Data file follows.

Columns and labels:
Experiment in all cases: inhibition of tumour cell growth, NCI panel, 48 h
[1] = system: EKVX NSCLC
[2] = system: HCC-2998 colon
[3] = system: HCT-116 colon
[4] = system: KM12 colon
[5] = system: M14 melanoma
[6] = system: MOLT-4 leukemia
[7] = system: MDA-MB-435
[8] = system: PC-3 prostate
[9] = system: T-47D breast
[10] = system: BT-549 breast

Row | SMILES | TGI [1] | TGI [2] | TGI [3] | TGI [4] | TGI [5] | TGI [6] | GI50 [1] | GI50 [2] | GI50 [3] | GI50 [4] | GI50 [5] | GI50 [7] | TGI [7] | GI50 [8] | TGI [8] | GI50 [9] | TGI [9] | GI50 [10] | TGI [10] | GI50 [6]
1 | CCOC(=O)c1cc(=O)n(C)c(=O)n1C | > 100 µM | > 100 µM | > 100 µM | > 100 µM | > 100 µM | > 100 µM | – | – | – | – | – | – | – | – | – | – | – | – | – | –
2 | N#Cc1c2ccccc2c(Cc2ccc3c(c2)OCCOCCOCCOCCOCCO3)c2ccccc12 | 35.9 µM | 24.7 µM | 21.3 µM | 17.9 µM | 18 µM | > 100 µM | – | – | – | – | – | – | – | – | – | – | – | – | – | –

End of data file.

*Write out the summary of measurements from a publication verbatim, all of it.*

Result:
Columns and labels:
Experiment in all cases: inhibition of tumour cell growth, NCI panel, 48 h
[1] = system: EKVX NSCLC
[2] = system: HCC-2998 colon
[3] = system: HCT-116 colon
[4] = system: KM12 colon
[5] = system: M14 melanoma
[6] = system: MOLT-4 leukemia
[7] = system: MDA-MB-435
[8] = system: PC-3 prostate
[9] = system: T-47D breast
[10] = system: BT-549 breast

Row | SMILES | TGI [1] | TGI [2] | TGI [3] | TGI [4] | TGI [5] | TGI [6] | GI50 [1] | GI50 [2] | GI50 [3] | GI50 [4] | GI50 [5] | GI50 [7] | TGI [7] | GI50 [8] | TGI [8] | GI50 [9] | TGI [9] | GI50 [10] | TGI [10] | GI50 [6]
1 | CCOC(=O)c1cc(=O)n(C)c(=O)n1C | > 100 µM | > 100 µM | > 100 µM | > 100 µM | > 100 µM | > 100 µM | – | – | – | – | – | – | – | – | – | – | – | – | – | –
2 | N#Cc1c2ccccc2c(Cc2ccc3c(c2)OCCOCCOCCOCCOCCO3)c2ccccc12 | 35.9 µM | 24.7 µM | 21.3 µM | 17.9 µM | 18 µM | > 100 µM | – | – | – | – | – | – | – | – | – | – | – | – | – | –